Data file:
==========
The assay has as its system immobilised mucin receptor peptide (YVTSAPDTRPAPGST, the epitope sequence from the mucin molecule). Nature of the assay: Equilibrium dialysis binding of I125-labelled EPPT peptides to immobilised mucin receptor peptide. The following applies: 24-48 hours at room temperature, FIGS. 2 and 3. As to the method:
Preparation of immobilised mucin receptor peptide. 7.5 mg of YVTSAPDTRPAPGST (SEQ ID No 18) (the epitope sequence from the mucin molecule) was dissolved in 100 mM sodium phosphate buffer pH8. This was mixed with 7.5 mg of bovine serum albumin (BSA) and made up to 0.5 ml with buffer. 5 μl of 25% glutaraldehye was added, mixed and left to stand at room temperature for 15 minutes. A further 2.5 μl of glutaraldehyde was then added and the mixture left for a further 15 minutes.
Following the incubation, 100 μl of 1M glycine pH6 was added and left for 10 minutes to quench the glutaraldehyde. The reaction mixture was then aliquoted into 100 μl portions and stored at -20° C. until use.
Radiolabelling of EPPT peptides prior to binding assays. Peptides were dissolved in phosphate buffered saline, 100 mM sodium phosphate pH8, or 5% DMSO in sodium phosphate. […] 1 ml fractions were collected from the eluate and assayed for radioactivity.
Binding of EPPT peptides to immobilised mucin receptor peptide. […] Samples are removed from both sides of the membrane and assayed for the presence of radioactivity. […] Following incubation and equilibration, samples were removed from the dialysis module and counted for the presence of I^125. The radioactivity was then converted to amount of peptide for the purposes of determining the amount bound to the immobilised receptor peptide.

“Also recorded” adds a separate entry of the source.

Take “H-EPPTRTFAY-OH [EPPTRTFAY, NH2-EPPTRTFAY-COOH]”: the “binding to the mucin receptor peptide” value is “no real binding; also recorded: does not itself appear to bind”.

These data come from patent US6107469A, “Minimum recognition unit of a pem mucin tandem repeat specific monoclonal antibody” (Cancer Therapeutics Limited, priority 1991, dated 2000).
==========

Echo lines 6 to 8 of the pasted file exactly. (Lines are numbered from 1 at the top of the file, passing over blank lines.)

“Also recorded” adds a separate entry of the source.

Take “H-EPPTRTFAY-OH [EPPTRTFAY, NH2-EPPTRTFAY-COOH]”: the “binding to the mucin receptor peptide” value is “no real binding; also recorded: does not itself appear to bind”.

These data come from patent US6107469A, “Minimum recognition unit of a pem mucin tandem repeat specific monoclonal antibody” (Cancer Therapeutics Limited, priority 1991, dated 2000).